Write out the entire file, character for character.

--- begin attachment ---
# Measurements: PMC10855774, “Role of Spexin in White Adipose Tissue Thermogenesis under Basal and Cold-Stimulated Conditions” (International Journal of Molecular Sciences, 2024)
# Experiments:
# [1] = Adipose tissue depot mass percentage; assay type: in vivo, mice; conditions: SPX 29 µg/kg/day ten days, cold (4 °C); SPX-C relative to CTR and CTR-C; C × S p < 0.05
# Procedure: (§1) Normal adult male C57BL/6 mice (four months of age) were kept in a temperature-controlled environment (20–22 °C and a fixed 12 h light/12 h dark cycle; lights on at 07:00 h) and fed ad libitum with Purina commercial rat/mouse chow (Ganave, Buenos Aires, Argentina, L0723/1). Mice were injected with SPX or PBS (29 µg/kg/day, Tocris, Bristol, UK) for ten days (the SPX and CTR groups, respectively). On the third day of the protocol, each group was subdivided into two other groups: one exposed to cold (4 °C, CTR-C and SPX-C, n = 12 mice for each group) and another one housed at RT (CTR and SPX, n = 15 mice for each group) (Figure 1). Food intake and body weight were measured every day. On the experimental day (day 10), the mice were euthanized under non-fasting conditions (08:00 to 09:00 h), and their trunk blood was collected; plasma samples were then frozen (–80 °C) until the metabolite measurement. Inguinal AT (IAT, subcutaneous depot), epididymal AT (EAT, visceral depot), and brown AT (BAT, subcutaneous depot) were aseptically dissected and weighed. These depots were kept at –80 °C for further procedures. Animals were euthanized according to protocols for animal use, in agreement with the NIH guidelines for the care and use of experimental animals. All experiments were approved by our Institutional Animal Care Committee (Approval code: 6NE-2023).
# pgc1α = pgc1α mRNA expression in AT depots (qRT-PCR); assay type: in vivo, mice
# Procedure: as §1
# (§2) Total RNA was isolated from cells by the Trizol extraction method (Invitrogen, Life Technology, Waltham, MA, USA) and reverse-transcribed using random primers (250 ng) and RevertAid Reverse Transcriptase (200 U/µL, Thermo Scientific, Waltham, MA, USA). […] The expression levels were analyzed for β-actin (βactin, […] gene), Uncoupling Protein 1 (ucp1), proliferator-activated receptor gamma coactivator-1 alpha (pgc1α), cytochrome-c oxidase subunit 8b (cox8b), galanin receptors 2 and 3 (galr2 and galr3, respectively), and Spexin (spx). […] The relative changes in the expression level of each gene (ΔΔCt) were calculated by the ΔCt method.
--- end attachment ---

# Measurements: PMC10855774, “Role of Spexin in White Adipose Tissue Thermogenesis under Basal and Cold-Stimulated Conditions” (International Journal of Molecular Sciences, 2024)
# Experiments:
# [1] = Adipose tissue depot mass percentage; assay type: in vivo, mice; conditions: SPX 29 µg/kg/day ten days, cold (4 °C); SPX-C relative to CTR and CTR-C; C × S p < 0.05
# Procedure: (§1) Normal adult male C57BL/6 mice (four months of age) were kept in a temperature-controlled environment (20–22 °C and a fixed 12 h light/12 h dark cycle; lights on at 07:00 h) and fed ad libitum with Purina commercial rat/mouse chow (Ganave, Buenos Aires, Argentina, L0723/1). Mice were injected with SPX or PBS (29 µg/kg/day, Tocris, Bristol, UK) for ten days (the SPX and CTR groups, respectively). On the third day of the protocol, each group was subdivided into two other groups: one exposed to cold (4 °C, CTR-C and SPX-C, n = 12 mice for each group) and another one housed at RT (CTR and SPX, n = 15 mice for each group) (Figure 1). Food intake and body weight were measured every day. On the experimental day (day 10), the mice were euthanized under non-fasting conditions (08:00 to 09:00 h), and their trunk blood was collected; plasma samples were then frozen (–80 °C) until the metabolite measurement. Inguinal AT (IAT, subcutaneous depot), epididymal AT (EAT, visceral depot), and brown AT (BAT, subcutaneous depot) were aseptically dissected and weighed. These depots were kept at –80 °C for further procedures. Animals were euthanized according to protocols for animal use, in agreement with the NIH guidelines for the care and use of experimental animals. All experiments were approved by our Institutional Animal Care Committee (Approval code: 6NE-2023).
# pgc1α = pgc1α mRNA expression in AT depots (qRT-PCR); assay type: in vivo, mice
# Procedure: as §1
# (§2) Total RNA was isolated from cells by the Trizol extraction method (Invitrogen, Life Technology, Waltham, MA, USA) and reverse-transcribed using random primers (250 ng) and RevertAid Reverse Transcriptase (200 U/µL, Thermo Scientific, Waltham, MA, USA). […] The expression levels were analyzed for β-actin (βactin, […] gene), Uncoupling Protein 1 (ucp1), proliferator-activated receptor gamma coactivator-1 alpha (pgc1α), cytochrome-c oxidase subunit 8b (cox8b), galanin receptors 2 and 3 (galr2 and galr3, respectively), and Spexin (spx). […] The relative changes in the expression level of each gene (ΔΔCt) were calculated by the ΔCt method.